Basics of testRigor

Basics of testRigor

testRigor is a modern test automation system that uses artificial intelligence to enable virtually anyone to create automated tests for web, mobile, and native desktop, and make those tests stable and reliable.

Unlike many other test automation tools, testRigor doesn’t require a complex and time consuming framework setup. Just select a new test suite and specify the parameters such as name, type of testing, url to run tests against, login credentials, OS, etc and you’re ready to start creating test cases.

The scripts in testRigor are written in plain English with a few requirements:

  1. Each command used should look exactly like it’s shown in the documentation.
  2. Each step should always be on its own new line.
  3. All parameters should be in double quotes.

testRigor works with elements on the screen that are visible to an actual user. In most cases, there’s no need to identify element locators, and simply refer to elements as they can be seen on the screen (more on that in upcoming sections).

testRigor supports all types of commands that we normally use in day-to-day life: click, type, scroll, enter, hover, reload, drag etc, as well as many others.

All tests are executed in parallel, meaning that all tests within the test suite must be completely independent from each other.

Users can create test cases in testRigor through four primary methods:

  1. Writing the test case from scratch using plain-English commands (Details can be found in the documentation section here. This method is also the primary focus of this course).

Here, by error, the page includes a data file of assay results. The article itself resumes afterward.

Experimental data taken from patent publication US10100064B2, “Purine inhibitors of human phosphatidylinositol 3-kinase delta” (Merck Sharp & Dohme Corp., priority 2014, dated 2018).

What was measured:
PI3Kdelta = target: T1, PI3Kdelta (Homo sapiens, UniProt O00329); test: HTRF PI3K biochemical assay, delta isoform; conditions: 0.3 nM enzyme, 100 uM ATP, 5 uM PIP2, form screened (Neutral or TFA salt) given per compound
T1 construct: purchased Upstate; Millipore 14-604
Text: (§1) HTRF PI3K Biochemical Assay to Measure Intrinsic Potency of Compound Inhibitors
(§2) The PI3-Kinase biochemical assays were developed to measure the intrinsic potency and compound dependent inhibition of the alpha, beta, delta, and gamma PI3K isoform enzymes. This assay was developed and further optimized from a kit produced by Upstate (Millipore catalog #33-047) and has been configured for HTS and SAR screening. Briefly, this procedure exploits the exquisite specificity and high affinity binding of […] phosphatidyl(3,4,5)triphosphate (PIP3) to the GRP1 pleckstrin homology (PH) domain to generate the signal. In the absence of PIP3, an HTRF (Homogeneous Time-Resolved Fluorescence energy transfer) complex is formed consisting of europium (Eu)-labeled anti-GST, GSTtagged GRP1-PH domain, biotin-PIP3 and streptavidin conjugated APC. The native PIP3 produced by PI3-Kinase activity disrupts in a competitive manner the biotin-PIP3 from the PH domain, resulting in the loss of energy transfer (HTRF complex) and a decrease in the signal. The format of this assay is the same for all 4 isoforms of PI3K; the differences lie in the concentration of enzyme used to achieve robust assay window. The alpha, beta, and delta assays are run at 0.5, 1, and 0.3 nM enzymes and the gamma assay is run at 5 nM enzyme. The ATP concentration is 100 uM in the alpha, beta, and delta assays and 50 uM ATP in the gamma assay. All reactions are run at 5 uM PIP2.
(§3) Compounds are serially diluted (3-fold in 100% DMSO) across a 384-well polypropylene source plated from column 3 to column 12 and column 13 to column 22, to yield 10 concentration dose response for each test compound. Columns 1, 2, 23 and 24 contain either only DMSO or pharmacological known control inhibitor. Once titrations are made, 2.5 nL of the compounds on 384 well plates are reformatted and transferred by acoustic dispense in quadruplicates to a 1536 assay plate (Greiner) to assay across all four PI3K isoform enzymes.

2. Recording web test cases using our Chrome test recorder.
  3. Generating test cases based on testRigor’s generative AI model (discussed in the AI and Prompt Engineering section of the course).
  4. Live mode is an upgrade to the recorder which creates a test case while the user interacts with the page while testRigor’s server maintains a live connection. Live sessions do not stop when a step fails, and only steps that passed remain part of the script.
Primarily via element locators (such as XPath and CSS selectors)
Through manual input during each test execution
By importing element databases from third-party applications
By referring to elements as they appear visibly on the screen
Using the name attribute of the HTML element
Sequentially, one after the other
Only after manual approval for each test
Based on their complexity, from simplest to most complex
In parallel, without a set order